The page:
Despite the 802.11 standard’s debut in 1997, it wasn’t until 1999 that the first 802.11 products became available on the market. The company that initially pushed WiFi into the mainstream the most was Apple by introducing their WiFi product, AirPort, for its iBook laptop in 1999. Their entrepreneurial and innovative approach with wireless at the core of their business plan has lead to their success today. And Apple as a major player in the smart home world.
I want to make a quick comment here regarding the ‘under ideal conditions’ statement above. Or maybe it’s a disclaimer. There are a LOT of factors that will adversely affect your WiFi throughput. All the speeds listed above are best case. As I’ve addressed in a recent post ‘Why Does My Home WiFi Stink?’ the factors that bottleneck your WiFi can range from fish tanks to home construction to your mobile device.
Once it started to catch on with technology vendors, WiFi took off pretty quickly. In 2003 when 802.11g was released, home WiFi routers from vendors such as Linksys became common. Today, 802.11n and 802.11ac are probably the most widely used standards, both operating in the 2.4GHz or 5GHz band and supporting speeds up to 600Mbps and 1.1Gbps, respectively. Smart home technology has grown up with WiFi and takes advantage of both bands. The majority uses 2.4GHz as it was first to the party and has the widest range. The slower speed isn’t a deal breaker as most smart home devices don’t require a constant WiFi connection. Their operation generally uses sporadic connections like reacting to a motion sensor or a command to turn on a light.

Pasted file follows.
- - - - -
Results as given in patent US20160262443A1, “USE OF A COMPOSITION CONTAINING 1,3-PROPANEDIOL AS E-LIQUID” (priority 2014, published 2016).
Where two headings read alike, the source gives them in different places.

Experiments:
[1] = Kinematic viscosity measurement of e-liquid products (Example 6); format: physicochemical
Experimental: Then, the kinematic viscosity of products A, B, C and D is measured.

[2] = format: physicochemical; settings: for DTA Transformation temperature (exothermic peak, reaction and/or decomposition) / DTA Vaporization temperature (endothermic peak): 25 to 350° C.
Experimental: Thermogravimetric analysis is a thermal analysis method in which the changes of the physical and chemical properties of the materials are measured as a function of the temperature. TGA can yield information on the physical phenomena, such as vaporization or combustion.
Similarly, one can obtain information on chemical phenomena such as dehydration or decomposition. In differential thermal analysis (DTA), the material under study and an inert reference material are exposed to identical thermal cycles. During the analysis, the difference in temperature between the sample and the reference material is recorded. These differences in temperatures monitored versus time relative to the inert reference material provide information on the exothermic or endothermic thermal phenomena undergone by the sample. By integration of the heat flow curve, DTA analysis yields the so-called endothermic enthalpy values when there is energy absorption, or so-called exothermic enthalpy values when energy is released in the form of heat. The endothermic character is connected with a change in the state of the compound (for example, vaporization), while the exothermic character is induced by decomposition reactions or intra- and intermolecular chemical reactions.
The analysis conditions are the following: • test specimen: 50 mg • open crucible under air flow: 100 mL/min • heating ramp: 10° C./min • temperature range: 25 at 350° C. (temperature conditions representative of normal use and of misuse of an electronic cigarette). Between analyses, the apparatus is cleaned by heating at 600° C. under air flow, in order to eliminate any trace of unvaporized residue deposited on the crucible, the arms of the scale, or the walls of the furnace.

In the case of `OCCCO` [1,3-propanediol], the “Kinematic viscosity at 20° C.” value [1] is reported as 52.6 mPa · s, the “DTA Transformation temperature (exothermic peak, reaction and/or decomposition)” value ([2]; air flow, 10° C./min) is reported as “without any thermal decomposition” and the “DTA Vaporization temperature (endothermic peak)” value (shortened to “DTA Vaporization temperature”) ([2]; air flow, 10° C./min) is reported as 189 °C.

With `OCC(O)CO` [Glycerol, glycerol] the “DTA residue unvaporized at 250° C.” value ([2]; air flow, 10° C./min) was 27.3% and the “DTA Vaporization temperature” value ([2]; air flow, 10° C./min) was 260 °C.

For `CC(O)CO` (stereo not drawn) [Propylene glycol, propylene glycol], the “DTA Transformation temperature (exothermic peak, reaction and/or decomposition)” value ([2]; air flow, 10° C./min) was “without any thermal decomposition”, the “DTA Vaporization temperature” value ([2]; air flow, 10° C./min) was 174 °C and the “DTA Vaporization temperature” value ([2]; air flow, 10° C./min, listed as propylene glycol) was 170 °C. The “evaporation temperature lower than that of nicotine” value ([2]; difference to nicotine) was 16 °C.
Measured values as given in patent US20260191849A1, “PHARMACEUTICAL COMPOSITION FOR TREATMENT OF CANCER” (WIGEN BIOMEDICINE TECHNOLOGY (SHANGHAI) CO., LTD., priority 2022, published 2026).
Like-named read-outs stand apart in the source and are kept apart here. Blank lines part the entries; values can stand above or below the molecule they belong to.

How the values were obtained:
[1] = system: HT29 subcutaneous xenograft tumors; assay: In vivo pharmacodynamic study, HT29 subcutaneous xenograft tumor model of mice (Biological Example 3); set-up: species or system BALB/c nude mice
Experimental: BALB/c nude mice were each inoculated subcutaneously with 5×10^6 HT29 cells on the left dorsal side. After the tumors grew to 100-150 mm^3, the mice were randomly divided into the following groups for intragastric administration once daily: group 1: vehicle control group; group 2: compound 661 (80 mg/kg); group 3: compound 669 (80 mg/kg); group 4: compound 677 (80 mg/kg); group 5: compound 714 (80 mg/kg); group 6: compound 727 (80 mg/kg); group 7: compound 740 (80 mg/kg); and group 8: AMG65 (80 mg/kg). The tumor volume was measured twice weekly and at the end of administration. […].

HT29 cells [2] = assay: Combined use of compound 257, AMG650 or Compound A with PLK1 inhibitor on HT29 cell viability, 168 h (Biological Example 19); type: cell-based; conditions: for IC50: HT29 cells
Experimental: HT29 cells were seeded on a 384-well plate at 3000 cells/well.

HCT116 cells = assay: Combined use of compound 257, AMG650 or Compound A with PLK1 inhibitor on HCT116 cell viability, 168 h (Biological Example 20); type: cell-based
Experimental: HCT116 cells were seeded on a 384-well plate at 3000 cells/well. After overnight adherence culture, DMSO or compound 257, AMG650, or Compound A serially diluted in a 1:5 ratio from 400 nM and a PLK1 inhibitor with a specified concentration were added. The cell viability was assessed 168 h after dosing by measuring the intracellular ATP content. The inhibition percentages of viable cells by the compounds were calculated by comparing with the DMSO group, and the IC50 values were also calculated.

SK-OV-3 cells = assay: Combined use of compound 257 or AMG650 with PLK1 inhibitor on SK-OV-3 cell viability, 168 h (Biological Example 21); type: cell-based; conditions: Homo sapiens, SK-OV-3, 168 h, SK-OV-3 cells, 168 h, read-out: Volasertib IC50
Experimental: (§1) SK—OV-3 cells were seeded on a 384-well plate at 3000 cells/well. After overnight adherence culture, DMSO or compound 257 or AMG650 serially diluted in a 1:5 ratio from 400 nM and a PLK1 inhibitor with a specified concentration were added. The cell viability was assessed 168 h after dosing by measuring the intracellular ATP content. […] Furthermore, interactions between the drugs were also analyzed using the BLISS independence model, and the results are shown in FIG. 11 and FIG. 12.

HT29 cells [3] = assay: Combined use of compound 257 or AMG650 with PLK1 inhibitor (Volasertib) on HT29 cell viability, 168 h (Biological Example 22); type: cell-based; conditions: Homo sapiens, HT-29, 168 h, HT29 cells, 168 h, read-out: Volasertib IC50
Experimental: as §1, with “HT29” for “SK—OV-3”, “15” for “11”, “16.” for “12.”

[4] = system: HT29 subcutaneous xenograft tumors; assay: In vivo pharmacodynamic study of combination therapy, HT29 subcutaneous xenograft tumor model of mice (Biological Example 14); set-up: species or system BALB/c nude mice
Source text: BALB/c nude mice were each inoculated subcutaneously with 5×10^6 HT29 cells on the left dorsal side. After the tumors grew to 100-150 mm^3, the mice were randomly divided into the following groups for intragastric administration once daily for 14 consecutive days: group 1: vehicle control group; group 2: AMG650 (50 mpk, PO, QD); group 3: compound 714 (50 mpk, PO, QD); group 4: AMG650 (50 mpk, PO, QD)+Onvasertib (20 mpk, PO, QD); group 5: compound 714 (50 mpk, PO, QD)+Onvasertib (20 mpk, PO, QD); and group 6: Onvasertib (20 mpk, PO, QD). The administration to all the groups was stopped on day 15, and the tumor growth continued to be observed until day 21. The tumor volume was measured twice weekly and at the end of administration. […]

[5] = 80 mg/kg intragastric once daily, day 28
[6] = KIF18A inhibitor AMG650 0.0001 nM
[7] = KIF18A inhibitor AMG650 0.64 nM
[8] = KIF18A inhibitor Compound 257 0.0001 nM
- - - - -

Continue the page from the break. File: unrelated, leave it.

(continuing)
Today, WiFi technology is now built into almost every small device that connects to the internet and has allowed mobile devices and smart home technology to become practical. It’s allowed easy internet access all over public places but especially smart home devices with cloud dependencies. As smart home includes aspects of entertainment, WiFi has dramatically expanded options such as streaming audio and video. Surround sound solutions and smart TVS have taken full advantage of WiFi to take home entertainment to a whole new level. And WiFi has enabled an entire digital culture of multiplayer online gamers at home.
It’s tough to imagine what our world would be like today without WiFi. But it’s exciting to imagine where WiFi will take us in the years to come. And equally exciting to see where WiFi will go with smart home technology.
Probably more here about WiFi than you’ve ever known — or wanted to — per Debbie. I have to admit I MAY have ‘geeked out’ a little here but I really enjoy working with technology. And being able to incorporate it into my lifestyle with smart home technology is icing on the cake.
I’ve really enjoyed the comments over the past few weeks to my posts regarding wired and wireless smart home technologies. Interestingly I’ve found there are a number of my friends who are staunch home WiFi proponents and use it for all of their smart home and mobile needs. Even one who literally ran 10,000 feet of Cat5 years ago when they built their home. To each their own but I’d be taking advantage of all that wire.
Let Debbie and I know your thoughts on all this in the comments, DMs and emails. We really enjoy hearing from you. Thanks again to all those following Debbie and I through our home building journey. It’s great to hear your success stories and suggestions as we move through the process. And if you like the content I’m posting each week, don’t forget to ‘Like’ and ‘Follow.’ Until next week …